The England star had a disappointing afternoon by his high standards, but at least he could walk away knowing he had not reacted to the initial hostile atmosphere. Sadly the same could not be said for his international captain, David Beckham. His apparent elbow on Lee Bowyer was a disgraceful incident and the FA should have reviewed the incident again. Referee Jeff Winter, who seemed to revel in the limelight of a live TV game, frequently halted play for the slightest thing yet, unbelievably, only awarded a free-kick. He just allowed Beckham to escape without a single word of warning in respect of the incident. It was the only sour moment in the game, unless you count Butt’s bizarre appeal for a penalty when he bounced off United centre-back Jonathan Woodgate. Those incidents came at a time when Manchester were heavily on top. They dominated the first half and should have been at least one goal to the good.

Paul Robinson denied Ruud Van Nistelrooy with a superb save after the Dutchman had weaved his way through the home defence, while Jonathan Woodgate and Ian Harte both made vital goal-line clearances. Van Nistelrooy was again thwarted by Paul Robinson at the start of the second half, but represented Manchester’s last serious effort on goal and for such a quality side two clear cut chances was a poor return.

Leeds came our fighting again after the break and were finally rewarded on sixty-six minutes when Ian Harte’s in-swinging right foot cross from the left was met by the head of an unmarked Harry Kewell and Elland Road erupted. It was a special moment for the Leeds faithful, they had waited since 1997 to see off the old enemy, and their response was to roar their side to victory.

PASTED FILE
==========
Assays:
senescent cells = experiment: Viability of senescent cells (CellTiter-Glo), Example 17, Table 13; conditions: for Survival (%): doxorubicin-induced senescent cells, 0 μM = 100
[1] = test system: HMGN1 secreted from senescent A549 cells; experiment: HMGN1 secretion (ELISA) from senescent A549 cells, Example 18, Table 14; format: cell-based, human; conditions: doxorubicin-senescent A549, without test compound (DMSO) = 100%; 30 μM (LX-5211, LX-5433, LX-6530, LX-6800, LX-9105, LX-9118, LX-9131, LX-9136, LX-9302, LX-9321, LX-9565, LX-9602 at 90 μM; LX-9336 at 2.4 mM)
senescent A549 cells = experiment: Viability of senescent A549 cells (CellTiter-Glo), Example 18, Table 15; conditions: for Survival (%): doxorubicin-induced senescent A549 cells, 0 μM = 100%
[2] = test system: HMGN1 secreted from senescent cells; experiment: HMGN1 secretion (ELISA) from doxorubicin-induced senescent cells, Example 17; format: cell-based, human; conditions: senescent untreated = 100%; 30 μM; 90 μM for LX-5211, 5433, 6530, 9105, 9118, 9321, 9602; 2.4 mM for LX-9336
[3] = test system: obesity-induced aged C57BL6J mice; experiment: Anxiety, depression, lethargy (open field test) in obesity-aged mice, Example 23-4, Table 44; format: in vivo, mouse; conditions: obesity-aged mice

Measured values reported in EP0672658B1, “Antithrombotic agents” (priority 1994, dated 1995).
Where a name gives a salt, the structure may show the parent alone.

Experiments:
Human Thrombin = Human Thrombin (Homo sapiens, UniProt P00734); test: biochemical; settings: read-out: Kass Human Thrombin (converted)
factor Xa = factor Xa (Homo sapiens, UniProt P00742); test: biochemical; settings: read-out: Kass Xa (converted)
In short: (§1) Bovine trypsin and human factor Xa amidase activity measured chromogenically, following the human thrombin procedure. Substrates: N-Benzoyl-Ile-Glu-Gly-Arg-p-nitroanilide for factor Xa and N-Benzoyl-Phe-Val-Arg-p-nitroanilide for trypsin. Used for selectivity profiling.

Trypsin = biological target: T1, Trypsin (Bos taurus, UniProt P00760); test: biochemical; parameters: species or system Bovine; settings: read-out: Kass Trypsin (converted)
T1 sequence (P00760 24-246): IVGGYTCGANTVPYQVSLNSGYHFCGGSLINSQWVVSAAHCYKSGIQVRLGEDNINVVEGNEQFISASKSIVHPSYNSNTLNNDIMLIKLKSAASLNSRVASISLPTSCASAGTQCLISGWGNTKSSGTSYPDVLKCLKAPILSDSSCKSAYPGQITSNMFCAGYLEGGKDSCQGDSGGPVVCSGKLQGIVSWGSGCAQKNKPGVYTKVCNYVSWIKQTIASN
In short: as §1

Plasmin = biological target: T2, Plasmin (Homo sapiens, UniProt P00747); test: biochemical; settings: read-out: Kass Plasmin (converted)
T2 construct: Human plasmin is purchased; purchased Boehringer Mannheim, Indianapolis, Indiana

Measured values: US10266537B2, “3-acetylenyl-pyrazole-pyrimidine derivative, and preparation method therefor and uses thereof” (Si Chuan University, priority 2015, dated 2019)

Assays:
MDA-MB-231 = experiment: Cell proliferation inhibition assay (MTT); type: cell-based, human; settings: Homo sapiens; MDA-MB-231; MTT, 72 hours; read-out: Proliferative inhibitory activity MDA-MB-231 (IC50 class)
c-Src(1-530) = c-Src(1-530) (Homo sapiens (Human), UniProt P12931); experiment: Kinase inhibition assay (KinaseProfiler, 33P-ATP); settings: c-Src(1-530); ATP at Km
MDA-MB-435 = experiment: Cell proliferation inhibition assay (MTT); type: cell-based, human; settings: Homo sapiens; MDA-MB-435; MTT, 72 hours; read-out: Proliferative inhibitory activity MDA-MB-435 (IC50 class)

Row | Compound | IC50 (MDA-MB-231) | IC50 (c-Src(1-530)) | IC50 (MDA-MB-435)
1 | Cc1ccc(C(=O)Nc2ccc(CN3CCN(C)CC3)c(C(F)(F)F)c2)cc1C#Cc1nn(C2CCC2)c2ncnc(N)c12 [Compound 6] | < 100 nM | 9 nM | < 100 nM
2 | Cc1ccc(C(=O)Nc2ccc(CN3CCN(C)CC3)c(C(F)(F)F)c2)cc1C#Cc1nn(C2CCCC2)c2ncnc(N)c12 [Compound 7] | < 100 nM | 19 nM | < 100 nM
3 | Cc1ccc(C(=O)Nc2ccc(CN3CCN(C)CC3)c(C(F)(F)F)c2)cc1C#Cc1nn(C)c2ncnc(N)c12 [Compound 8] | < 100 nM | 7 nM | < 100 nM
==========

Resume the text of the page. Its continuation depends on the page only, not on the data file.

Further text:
The visitors did rally but lacked invention and the closest anyone came to scoring another goal was when Ferdinand generously teed up Harry Kewell, but the Aussie was unable to apply the finishing touch. Ironically, while Ferdinand’s return was a major talking point, another former favourite was back at Elland Road. Ex-manager David O’Leary watched from the Sky-TV commentary box as Leeds recorded their first win against Manchester United in five years and could have been forgiven for wondering what might have been. After all, O’Leary tried and failed eight times against United’s arch-rivals. Terry Venables had beaten them at the first attempt.



Match Action:



Harry Kewell climbs majestically to head the winner giving Barthez and the static Manchester defence no chance of stopping it










Harry Kewell scores the only goal of the game and then he and his team-mates celebrate the fine strike





Eirik Bakke beats David Beckham



Jonathan Woodgate saves miraculously                                                 Ruud Van Nistelrooy is pursued by Lucas Radebe



Lee Bowyer beats Ruud Van Nistelrooy to a header                                     Mark Viduka holds off Nicky Butt                                                





The Beckham/Bowyer incident





Harry Kewell scored a deserved winner          Jonathan Woodgate was superb                             Olivier Dacourt returned to his best           



Terry Venables beat Alex Ferguson at the first attempt                                       Paul Robinson and Alan Smith were in fine form           



Lee Bowyer appeared to get          Ian Harte crossed for                     Juan Sebastian Veron was          Fabien Barthez was in goal

an elbow                                           the winner                                       one of many missing stars



John O’Shea and Mikael Silvestre were the full-backs                     Rio Ferdinand was paired in central defence with Laurent Blanc



                The midfield comprised David Beckham, Phil Neville, Nicky Butt and Ryan Giggs



Ruud Van Nistelrooy and Ole Gunnar Skolsjaer were the strikers                                          Lee Roche was an unused substitute



  Luke Chadwick and Diego Forlan were used as substitutes                                                                 Goalkeeper Lopez Felipe Ricardo was unused



Danny Pugh was also unused substitutes.               Danny Pugh later played for Leeds.